For me it’s continuing my work on trusting in their capabilities and judgment. Just this morning I had to take Fenner and Charlotte for their annual check-up and drop Ellen off at school on the way. At 7:30 I said, “Fifteeen minutes!” Ellen just got a Nintendo DS for her birthday and she and Fenner were completely absorbed in a game. Charlotte, meanwhile, had found the mini video camera and was busy making her latest look-at-the-cutie-cats movie. No one gave any indication that they heard me, but I kept my mouth shut. At 7:40 I said, “Five minutes! I’ll be in the car!” Still absolutely no movement or acknowledgement. Again, I kept my mouth shut. My stomach tightened as I walked out the door. They won’t come, I thought to myself. They’ve each got their little electronic distractor-gadget, and I’m going to be sitting in the car by myself watching the time tick away. I sat there thinking: please, please, please … And then I saw Fenner through the mudroom window with her back pack on! Phew!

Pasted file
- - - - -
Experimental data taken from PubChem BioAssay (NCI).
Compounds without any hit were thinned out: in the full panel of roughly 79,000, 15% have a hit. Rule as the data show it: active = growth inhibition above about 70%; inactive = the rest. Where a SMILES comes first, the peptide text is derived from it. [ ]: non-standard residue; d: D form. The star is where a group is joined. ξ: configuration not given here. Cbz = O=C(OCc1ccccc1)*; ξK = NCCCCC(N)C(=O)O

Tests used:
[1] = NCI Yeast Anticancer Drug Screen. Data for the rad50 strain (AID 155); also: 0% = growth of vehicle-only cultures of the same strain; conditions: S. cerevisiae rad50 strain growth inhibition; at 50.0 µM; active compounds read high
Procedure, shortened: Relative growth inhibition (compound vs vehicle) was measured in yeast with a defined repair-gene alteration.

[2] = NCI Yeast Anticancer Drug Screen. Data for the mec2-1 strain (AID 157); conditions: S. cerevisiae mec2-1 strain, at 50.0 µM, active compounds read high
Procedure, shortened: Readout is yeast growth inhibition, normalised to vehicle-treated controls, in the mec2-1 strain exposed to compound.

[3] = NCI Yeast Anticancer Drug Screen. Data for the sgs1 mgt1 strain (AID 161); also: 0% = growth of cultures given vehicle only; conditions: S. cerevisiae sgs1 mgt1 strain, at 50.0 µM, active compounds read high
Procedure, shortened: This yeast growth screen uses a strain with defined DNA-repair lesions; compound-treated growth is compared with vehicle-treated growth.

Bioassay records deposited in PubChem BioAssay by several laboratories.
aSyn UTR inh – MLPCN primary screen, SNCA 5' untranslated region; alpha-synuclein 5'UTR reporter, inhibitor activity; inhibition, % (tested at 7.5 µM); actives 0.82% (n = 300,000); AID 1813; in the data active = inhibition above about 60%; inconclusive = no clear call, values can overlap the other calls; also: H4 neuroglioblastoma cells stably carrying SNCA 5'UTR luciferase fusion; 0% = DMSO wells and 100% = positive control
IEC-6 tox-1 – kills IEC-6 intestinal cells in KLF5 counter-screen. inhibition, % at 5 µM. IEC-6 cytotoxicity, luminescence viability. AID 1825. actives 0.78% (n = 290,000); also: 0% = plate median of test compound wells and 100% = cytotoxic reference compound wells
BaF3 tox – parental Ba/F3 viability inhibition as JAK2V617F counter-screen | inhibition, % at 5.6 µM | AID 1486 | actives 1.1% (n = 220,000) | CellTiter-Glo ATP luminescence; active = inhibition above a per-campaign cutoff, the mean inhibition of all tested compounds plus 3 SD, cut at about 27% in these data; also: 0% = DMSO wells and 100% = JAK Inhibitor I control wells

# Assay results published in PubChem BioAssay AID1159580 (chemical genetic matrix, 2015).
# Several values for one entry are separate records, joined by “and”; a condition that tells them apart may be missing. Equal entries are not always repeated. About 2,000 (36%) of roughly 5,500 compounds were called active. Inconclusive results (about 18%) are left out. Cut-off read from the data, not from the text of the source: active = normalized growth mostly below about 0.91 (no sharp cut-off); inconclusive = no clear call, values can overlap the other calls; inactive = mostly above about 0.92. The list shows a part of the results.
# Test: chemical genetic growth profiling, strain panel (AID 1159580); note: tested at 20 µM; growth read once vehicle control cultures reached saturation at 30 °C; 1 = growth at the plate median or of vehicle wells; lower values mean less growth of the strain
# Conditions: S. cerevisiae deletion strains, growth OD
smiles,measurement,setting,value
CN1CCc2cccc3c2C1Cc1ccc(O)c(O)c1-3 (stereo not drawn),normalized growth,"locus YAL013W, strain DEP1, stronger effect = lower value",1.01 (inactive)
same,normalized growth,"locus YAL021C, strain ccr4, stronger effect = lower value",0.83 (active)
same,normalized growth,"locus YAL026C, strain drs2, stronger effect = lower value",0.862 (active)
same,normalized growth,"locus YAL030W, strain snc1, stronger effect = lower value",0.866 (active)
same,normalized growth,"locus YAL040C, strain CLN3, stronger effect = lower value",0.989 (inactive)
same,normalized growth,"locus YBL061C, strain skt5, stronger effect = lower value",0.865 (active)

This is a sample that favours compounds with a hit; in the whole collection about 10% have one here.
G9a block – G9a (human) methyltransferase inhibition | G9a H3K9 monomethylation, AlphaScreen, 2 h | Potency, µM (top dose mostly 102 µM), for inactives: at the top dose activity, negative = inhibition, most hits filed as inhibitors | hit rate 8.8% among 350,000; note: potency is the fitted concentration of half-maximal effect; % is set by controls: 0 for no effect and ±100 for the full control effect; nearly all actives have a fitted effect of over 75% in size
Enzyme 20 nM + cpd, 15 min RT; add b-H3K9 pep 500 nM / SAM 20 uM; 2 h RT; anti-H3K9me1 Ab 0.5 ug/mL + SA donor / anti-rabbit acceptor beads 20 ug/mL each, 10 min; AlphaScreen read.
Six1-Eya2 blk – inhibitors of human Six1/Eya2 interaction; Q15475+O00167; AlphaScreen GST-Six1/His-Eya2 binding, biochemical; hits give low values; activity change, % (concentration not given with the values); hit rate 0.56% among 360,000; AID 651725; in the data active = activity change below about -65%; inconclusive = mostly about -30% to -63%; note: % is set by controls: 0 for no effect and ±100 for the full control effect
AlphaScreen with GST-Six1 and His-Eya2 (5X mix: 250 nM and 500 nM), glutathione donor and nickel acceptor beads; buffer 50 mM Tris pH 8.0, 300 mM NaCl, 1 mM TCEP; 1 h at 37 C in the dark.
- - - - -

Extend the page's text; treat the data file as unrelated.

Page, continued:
They were still inside when I realized I forgot something from my office and went back in. Charlotte was standing there, looking at her back pack and Fenner was saying, “Charlotte! You didn’t pack your lunch?!” “I forgot!” “Well, you shouldn’t waste all your time watching us play Nintendo, now we’re all ready and you’re not! … Oh … well … Just pack your lunch now and come on.” And she did, and we were right on time for the doctor.

Another thing our roadmap made us realize is that our “Lamm Family Rules” list that’s been in the dining room for the past year needed a major overhaul. We had 20 “rules” written down, and about half of them were all about what we don’t want – like a beacon of negativity: No yelling / No grabbing / No name-calling / No tattling etc., etc. And it came to me that writing those down and displaying them in a family space was like saying, “We expect you to want to do these things, and we don’t trust you to remember not to do them, so just to make sure….” Well they certainly have lived up to our expectations.

And when I sat down and rewrote this list to reflect our roadmap – made it all about the positive and changed the title from “Lamm Family Rules” to just “The Lamm Family,” it was like weight lifted off my shoulders.